No set of rules can free us from having to learn whom to trust. Apple will always have to trust developers to some extent, and users will have to trust both Apple and us developers.

Without trying to be facetious, I thought Apple prevented this sort of activity.

Have Whatsapp and Viber on iOS sent my address book to their servers? I did pay for Whatsapp. I almost tried Groupme too.

@CF This is why developers like me are so frustrated about the App Store. Apple hasn’t lied, but they’ve certainly created the impression among smart non-developers like Jason Kottke that users are giving up features and developers are giving up flexibility in return for Apple protecting against this sort of thing. But Apple doesn’t and can’t. So the end result is that power transfers from users and developers to Apple, which doesn’t actually deliver what you thought you were getting in exchange.

Your photos, clipboard, and calendar data are available to apps, too.

@Michael: I just saw you updated this post. Let me attempt to clarify on those dialog screenshots… (Brace yourselves, this is messy.)

The first dialog I linked to (originally posted by Mónica Ferro in response to a request for the new dialog's wording), was there prior to Path 2.0.6, according to David Attrache. If that's true, then this is obviously not the one we were looking for.

If you confirm that first dialog, however, you get a second dialog (yay!) in Path 2.0.6, which is more to the point, at least in Path's English localization (linked to by Ole Zorn). The Spanish localization (originally posted by David Attrache), on the other hand, doesn't mention uploading at all. The disparity between those localizations may be a sign of translation issues or legal considerations or what have you — regardless, this is most likely the new dialog Path talked about in their recent explanation. And its usefulness depends on your interface language.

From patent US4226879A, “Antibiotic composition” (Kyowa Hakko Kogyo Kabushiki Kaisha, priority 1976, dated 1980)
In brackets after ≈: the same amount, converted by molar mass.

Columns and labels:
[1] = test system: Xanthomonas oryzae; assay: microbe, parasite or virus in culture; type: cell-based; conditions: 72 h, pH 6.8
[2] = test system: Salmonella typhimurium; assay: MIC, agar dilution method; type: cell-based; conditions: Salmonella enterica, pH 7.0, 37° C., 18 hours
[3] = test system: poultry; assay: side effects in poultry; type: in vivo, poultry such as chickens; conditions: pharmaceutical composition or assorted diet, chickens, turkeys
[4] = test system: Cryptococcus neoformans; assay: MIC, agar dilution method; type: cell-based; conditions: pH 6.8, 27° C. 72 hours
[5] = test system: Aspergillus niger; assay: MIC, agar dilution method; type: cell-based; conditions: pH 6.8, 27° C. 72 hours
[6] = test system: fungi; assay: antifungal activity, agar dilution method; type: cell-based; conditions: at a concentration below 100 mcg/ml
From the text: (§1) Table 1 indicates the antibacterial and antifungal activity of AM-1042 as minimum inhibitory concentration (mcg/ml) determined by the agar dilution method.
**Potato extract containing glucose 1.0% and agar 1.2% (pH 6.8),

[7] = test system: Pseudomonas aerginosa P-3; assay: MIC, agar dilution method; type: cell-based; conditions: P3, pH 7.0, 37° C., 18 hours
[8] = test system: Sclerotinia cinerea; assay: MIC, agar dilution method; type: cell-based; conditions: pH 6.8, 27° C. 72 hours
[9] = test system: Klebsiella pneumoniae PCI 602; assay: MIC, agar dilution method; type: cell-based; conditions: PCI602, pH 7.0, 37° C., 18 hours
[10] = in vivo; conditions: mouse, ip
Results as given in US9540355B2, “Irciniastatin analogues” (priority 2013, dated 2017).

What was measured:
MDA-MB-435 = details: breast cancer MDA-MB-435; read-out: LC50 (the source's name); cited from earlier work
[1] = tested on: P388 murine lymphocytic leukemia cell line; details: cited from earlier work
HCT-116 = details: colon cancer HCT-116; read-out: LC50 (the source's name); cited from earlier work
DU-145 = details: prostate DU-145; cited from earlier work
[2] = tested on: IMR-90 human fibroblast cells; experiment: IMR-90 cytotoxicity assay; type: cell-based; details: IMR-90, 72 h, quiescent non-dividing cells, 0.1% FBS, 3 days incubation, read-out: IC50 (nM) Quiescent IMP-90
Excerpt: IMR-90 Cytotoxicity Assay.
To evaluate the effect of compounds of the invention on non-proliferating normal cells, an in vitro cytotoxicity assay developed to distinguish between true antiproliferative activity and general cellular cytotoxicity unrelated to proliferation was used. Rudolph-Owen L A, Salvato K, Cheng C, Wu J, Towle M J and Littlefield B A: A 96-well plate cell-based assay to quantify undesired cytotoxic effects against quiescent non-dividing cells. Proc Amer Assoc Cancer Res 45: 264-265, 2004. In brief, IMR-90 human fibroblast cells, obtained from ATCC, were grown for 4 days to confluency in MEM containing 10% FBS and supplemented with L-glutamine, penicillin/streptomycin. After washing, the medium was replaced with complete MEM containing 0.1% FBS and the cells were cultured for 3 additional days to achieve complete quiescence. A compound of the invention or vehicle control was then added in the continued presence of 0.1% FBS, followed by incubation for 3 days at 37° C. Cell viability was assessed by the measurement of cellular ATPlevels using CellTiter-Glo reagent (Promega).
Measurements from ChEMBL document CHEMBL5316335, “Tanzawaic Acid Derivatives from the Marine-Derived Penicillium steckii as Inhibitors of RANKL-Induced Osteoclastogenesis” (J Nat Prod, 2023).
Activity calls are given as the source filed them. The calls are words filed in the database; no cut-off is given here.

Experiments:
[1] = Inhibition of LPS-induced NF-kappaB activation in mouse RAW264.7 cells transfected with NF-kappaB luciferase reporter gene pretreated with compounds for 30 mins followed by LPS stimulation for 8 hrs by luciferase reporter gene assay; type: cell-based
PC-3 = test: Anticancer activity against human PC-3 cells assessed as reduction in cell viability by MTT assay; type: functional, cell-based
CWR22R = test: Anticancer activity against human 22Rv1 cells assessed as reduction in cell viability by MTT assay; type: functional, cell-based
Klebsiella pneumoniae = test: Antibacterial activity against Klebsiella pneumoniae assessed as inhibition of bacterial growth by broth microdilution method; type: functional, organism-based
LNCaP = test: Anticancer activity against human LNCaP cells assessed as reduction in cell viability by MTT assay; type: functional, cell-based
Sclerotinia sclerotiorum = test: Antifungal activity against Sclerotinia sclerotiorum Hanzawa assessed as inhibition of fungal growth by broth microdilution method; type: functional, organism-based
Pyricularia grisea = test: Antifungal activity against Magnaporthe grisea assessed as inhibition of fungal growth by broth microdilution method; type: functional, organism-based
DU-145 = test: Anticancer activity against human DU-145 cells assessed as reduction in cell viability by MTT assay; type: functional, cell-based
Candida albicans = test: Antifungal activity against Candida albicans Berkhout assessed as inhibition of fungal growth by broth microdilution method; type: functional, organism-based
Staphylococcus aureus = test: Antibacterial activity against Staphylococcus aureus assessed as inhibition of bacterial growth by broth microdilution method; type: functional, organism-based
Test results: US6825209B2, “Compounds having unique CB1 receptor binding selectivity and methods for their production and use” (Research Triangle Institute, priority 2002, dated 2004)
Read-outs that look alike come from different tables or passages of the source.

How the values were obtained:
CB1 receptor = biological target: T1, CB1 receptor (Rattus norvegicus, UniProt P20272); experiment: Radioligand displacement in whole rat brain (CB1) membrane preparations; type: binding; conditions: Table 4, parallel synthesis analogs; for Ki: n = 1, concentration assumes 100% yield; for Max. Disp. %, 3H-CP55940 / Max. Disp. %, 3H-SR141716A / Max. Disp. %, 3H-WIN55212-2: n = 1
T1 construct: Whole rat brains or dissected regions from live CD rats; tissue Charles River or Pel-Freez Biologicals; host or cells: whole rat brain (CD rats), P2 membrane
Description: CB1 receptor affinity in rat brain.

Finally, none of those dialogs mention data storage. You may or may not consider the storing of your address book data an implication of having it sent to their servers, but there appears to be no information available about how they store it, for how long they store it, and who will have access to the data.

@Peter Thanks for that info. I don’t expect much more out of an alert, but are you saying they don’t have a privacy policy or suchlike posted on their Web site?

@Michael: No, I was talking about the dialog, and our expectations may indeed differ in this respect. The site does have a privacy policy at path.com/privacy. And that policy may be legally sufficient, but as a layman, I wouldn't have gathered they're taking my entire address book from reading it.

Anyway, if collecting address book data is covered, here are two intriguing possible loopholes:

"For example, we may use personal information we collect: […] for any other purpose for which the information was collected."

"For example, we share personal information as follows: […] in connection with, or during negotiations of, any merger, sale of company assets, financing or acquisition, or in any other situation where personal information may be disclosed or transferred as one of the business assets of us."

Again, as a layman, I can't help but think they could sell those address books to anyone, as long as they decide to think of them as company/business assets.